• 2.2 Determination of the ancestral form2.2.1 Relics; 2.2.2 Dialect data; 2.3 Summary; 3. What do we require of a correspondence?; 4. Reasons for pessimism; 5. Conclusions; Appendix; References; Reconstructing complex structures -- a typological perspective; 1. What the Comparative Method can do; 1.1 Reconstruction vs. phylogenetic classification; 1.2 The Comparative Method and Syntactic Reconstruction; 1.3 Correspondence and diachronic identity; 2. Reconstructing proto-syntax; 2.1 Implicational universals; 2.2 Grammaticalization and syntactic reconstruction; 3. Conclusion; References
  • Competitive Indo-European syntax1. Introduction; 2. Analysis; 2.1 That-clauses and that-clause competitors in the function of an object in the older Indo-European languages; 2.1.1 Abstract deverbal nouns; 2.1.2 Infinitive constructions; 2.1.3 Participle constructions, constructions with predicative adjectives; 2.1.4 that-clause; 2.1.5 Main clauses; 2.2 The prototypical that-clause competitors; 2.2.1 The accusativus-cum-participio/adjectivo construction; 2.2.2 The explicative clause; 2.3 The change in meaning from 'what' to 'that'; 3. Conclusion; References
  • Principles of syntactic reconstruction and "morphology as paleosyntax"1. The problem of syntactic reconstruction and Indo-European linguistics; 2. Typology, grammaticalization theory and "morphology as paleosyntax"; 3. Some secondary Indo-European verbal formations and their origin; 3.1 Some Indo-European secondary verbal stems; 3.2 The Old Indic cvi-construction; 4. Conclusion; References; Syntactic change and syntactic borrowing in generative grammar ; 1. Introduction; 2. Historical syntax and historical phonology; 2.1 The domain of study; 2.2 The ontological status of a 'language'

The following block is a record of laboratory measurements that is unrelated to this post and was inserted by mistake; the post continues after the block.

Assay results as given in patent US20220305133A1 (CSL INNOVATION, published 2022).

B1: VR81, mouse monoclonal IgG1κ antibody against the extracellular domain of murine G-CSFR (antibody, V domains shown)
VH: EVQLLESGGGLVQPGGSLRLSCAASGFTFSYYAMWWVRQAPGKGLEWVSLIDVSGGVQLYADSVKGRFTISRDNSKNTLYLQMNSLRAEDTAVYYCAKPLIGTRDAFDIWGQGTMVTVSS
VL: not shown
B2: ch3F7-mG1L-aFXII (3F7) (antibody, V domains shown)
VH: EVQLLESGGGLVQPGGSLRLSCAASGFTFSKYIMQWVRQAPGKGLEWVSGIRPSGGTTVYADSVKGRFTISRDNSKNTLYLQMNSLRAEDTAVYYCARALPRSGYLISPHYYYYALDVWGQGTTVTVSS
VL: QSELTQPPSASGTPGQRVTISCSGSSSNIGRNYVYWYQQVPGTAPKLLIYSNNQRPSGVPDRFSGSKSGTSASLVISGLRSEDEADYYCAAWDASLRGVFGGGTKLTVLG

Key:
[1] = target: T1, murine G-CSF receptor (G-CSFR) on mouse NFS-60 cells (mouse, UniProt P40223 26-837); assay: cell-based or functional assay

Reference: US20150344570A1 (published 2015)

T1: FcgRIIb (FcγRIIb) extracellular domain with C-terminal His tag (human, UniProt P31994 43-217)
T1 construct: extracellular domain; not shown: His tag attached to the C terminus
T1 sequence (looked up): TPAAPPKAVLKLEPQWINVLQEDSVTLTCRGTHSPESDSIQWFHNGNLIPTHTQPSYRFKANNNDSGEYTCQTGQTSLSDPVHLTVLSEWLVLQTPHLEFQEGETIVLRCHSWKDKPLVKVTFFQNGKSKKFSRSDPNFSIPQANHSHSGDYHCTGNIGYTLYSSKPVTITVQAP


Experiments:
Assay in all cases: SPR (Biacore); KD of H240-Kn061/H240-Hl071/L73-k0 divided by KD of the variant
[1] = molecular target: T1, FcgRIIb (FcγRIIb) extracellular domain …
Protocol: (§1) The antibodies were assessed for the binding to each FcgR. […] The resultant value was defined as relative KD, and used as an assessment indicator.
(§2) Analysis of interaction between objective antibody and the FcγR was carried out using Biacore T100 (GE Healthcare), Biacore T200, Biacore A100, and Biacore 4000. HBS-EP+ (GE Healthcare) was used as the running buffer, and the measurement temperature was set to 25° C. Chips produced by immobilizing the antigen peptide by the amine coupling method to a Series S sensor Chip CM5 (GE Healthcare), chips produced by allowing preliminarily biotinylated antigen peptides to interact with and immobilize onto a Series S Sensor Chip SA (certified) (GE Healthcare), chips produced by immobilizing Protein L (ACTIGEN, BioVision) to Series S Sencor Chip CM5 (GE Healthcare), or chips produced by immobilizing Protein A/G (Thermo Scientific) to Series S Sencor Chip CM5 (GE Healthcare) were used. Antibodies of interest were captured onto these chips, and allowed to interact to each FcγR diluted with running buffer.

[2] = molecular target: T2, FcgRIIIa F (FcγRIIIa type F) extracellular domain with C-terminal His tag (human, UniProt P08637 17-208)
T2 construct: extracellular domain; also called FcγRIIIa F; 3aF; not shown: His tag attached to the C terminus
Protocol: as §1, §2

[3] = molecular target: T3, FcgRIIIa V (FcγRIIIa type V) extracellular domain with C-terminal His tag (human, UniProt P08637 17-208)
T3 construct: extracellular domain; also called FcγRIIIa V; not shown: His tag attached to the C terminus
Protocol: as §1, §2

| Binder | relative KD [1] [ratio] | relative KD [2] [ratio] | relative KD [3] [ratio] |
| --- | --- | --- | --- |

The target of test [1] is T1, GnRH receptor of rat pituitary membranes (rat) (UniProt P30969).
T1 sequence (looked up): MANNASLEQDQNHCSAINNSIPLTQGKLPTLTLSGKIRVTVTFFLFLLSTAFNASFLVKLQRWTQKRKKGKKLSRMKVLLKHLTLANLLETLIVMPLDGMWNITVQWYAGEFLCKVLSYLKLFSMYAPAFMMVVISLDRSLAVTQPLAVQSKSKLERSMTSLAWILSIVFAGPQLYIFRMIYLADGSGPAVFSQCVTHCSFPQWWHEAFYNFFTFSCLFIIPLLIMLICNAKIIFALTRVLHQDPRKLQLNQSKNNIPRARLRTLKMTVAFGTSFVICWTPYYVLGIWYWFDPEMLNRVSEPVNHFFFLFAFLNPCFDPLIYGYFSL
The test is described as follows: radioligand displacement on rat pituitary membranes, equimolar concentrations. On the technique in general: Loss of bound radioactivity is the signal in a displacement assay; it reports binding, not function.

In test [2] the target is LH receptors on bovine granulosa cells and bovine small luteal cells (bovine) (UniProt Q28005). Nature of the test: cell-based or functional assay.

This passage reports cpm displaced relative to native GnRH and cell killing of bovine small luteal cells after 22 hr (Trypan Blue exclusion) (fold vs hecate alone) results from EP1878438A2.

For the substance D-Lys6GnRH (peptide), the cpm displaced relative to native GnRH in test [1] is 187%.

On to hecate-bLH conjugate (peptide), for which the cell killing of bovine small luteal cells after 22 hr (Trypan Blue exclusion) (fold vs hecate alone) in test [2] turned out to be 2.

Control code
432993290
Dimensions
unknown
Extent
1 online resource (xvii, 219 pages)
Form of item
online
Isbn
9781282104525
Media category
computer
Media MARC source
rdamedia
Media type code
  • c
Other physical details
illustrations.
http://library.link/vocab/ext/overdrive/overdriveId
210452
Specific material designation
remote
System control number
(OCoLC)432993290
Label
Principles of syntactic reconstruction, edited by Gisella Ferraresi, Maria Goldbach
Publication
Bibliography note
Includes bibliographical references and index
Carrier category
online resource
Carrier category code
  • cr
Carrier MARC source
rdacarrier
Color
other
Content category
text
Content type code
  • txt
Content type MARC source
rdacontent
Contents
  • Principles of Syntactic Reconstruction; Editorial page; Title page; LCC data; Table of contents; Acknowledgments; Foreword; References; Syntactic reconstruction; 1. The historical-comparative method; 2. Reconstruction in syntax: a historical overview; 3. Generative syntax meets historical linguistics; 4. Issues of syntactic reconstruction in this volume; References; How much syntactic reconstruction is possible?; 0. Introduction; 1. The object of inquiry; 2. On the nature of syntactic change and reconstruction; 1.1 Syntactic change